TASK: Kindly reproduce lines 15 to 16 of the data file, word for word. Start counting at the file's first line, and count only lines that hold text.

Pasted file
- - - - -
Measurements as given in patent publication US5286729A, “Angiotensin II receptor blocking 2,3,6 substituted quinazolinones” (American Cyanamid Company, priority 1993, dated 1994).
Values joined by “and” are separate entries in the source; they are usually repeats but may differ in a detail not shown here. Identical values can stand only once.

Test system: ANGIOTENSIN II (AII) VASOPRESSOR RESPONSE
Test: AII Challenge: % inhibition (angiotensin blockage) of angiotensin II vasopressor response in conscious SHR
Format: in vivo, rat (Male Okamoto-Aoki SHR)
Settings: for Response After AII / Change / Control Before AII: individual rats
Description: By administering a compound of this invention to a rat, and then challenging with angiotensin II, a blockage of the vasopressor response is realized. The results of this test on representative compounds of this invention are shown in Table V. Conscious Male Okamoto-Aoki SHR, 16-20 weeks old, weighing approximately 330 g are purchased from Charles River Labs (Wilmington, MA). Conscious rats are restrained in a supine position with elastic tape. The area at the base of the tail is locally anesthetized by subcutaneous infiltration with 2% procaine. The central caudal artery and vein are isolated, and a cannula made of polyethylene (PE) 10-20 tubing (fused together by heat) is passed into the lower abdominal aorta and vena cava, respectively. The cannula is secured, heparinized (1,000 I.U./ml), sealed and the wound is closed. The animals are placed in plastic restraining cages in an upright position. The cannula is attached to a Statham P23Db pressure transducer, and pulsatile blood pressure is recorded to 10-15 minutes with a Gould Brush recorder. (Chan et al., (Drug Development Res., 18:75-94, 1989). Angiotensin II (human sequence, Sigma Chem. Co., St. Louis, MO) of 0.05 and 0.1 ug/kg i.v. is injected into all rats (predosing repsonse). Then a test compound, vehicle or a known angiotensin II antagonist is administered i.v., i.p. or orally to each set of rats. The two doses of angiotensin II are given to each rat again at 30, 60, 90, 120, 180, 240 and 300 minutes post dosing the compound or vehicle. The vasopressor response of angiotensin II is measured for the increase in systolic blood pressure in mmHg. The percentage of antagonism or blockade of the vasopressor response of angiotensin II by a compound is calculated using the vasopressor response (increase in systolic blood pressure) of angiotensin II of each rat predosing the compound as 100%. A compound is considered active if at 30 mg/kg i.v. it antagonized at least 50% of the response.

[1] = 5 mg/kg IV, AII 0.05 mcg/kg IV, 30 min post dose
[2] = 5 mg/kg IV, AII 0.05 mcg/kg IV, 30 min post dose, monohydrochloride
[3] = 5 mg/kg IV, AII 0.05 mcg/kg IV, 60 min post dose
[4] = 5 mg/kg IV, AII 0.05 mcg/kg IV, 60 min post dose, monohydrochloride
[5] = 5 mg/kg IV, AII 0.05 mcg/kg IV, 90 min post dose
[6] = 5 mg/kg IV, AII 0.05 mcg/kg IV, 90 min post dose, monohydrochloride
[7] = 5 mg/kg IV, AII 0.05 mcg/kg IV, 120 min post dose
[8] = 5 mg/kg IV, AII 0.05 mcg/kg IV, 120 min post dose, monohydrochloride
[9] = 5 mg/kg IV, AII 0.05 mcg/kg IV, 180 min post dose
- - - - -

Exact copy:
[8] = 5 mg/kg IV, AII 0.05 mcg/kg IV, 120 min post dose, monohydrochloride
[9] = 5 mg/kg IV, AII 0.05 mcg/kg IV, 180 min post dose